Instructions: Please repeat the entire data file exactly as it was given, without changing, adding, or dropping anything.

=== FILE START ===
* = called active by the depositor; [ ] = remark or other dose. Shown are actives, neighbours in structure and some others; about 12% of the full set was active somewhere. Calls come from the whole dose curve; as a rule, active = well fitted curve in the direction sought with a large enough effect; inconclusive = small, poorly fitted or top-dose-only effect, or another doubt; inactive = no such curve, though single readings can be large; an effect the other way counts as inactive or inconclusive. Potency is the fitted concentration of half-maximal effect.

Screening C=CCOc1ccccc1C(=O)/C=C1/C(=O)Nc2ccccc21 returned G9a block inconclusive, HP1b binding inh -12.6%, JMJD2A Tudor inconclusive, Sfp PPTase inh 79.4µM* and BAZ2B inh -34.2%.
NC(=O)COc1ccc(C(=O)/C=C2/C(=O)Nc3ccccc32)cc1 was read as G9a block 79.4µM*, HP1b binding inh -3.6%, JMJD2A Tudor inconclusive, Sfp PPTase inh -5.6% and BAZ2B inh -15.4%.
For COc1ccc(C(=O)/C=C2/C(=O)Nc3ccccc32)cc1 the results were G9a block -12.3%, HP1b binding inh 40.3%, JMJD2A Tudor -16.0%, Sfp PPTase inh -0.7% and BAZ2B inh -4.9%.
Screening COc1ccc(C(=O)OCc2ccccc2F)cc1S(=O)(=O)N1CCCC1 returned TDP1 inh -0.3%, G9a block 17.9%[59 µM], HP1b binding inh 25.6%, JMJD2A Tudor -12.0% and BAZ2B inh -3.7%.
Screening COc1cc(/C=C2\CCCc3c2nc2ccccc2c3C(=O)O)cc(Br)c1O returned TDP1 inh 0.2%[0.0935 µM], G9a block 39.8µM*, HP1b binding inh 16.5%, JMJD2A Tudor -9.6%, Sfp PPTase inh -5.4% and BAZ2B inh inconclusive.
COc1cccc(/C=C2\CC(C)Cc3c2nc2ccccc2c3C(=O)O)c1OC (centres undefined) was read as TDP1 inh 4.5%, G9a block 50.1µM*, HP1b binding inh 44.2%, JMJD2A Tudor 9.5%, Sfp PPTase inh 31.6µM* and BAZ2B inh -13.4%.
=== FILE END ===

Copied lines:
* = called active by the depositor; [ ] = remark or other dose. Shown are actives, neighbours in structure and some others; about 12% of the full set was active somewhere. Calls come from the whole dose curve; as a rule, active = well fitted curve in the direction sought with a large enough effect; inconclusive = small, poorly fitted or top-dose-only effect, or another doubt; inactive = no such curve, though single readings can be large; an effect the other way counts as inactive or inconclusive. Potency is the fitted concentration of half-maximal effect.

Screening C=CCOc1ccccc1C(=O)/C=C1/C(=O)Nc2ccccc21 returned G9a block inconclusive, HP1b binding inh -12.6%, JMJD2A Tudor inconclusive, Sfp PPTase inh 79.4µM* and BAZ2B inh -34.2%.
NC(=O)COc1ccc(C(=O)/C=C2/C(=O)Nc3ccccc32)cc1 was read as G9a block 79.4µM*, HP1b binding inh -3.6%, JMJD2A Tudor inconclusive, Sfp PPTase inh -5.6% and BAZ2B inh -15.4%.
For COc1ccc(C(=O)/C=C2/C(=O)Nc3ccccc32)cc1 the results were G9a block -12.3%, HP1b binding inh 40.3%, JMJD2A Tudor -16.0%, Sfp PPTase inh -0.7% and BAZ2B inh -4.9%.
Screening COc1ccc(C(=O)OCc2ccccc2F)cc1S(=O)(=O)N1CCCC1 returned TDP1 inh -0.3%, G9a block 17.9%[59 µM], HP1b binding inh 25.6%, JMJD2A Tudor -12.0% and BAZ2B inh -3.7%.
Screening COc1cc(/C=C2\CCCc3c2nc2ccccc2c3C(=O)O)cc(Br)c1O returned TDP1 inh 0.2%[0.0935 µM], G9a block 39.8µM*, HP1b binding inh 16.5%, JMJD2A Tudor -9.6%, Sfp PPTase inh -5.4% and BAZ2B inh inconclusive.
COc1cccc(/C=C2\CC(C)Cc3c2nc2ccccc2c3C(=O)O)c1OC (centres undefined) was read as TDP1 inh 4.5%, G9a block 50.1µM*, HP1b binding inh 44.2%, JMJD2A Tudor 9.5%, Sfp PPTase inh 31.6µM* and BAZ2B inh -13.4%.